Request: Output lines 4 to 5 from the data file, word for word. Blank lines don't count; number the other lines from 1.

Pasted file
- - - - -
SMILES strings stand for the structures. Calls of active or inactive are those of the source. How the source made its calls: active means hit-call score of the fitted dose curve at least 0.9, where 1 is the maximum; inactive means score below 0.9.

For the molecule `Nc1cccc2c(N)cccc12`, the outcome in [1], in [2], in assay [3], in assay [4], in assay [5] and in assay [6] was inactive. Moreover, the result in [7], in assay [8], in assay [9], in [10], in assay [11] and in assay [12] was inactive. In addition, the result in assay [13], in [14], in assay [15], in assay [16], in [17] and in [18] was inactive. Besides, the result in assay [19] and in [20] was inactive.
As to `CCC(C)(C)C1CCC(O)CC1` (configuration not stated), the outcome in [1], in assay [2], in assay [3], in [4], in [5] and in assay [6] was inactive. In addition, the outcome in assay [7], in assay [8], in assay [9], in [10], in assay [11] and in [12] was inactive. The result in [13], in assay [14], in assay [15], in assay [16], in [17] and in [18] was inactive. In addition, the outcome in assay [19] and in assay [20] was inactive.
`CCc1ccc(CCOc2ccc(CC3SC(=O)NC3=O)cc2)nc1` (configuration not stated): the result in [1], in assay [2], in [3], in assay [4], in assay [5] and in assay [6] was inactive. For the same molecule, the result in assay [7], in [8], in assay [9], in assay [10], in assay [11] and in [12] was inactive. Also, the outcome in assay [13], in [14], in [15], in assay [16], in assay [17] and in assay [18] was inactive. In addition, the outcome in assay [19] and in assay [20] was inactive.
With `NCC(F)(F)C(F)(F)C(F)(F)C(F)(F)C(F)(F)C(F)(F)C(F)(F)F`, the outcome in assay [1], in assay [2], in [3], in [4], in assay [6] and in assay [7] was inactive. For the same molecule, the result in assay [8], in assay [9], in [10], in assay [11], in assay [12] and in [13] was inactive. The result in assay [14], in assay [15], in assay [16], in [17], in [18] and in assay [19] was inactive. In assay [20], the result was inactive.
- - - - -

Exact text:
`CCc1ccc(CCOc2ccc(CC3SC(=O)NC3=O)cc2)nc1` (configuration not stated): the result in [1], in assay [2], in [3], in assay [4], in assay [5] and in assay [6] was inactive. For the same molecule, the result in assay [7], in [8], in assay [9], in assay [10], in assay [11] and in [12] was inactive. Also, the outcome in assay [13], in [14], in [15], in assay [16], in assay [17] and in assay [18] was inactive. In addition, the outcome in assay [19] and in assay [20] was inactive.
With `NCC(F)(F)C(F)(F)C(F)(F)C(F)(F)C(F)(F)C(F)(F)C(F)(F)F`, the outcome in assay [1], in assay [2], in [3], in [4], in assay [6] and in assay [7] was inactive. For the same molecule, the result in assay [8], in assay [9], in [10], in assay [11], in assay [12] and in [13] was inactive. The result in assay [14], in assay [15], in assay [16], in [17], in [18] and in assay [19] was inactive. In assay [20], the result was inactive.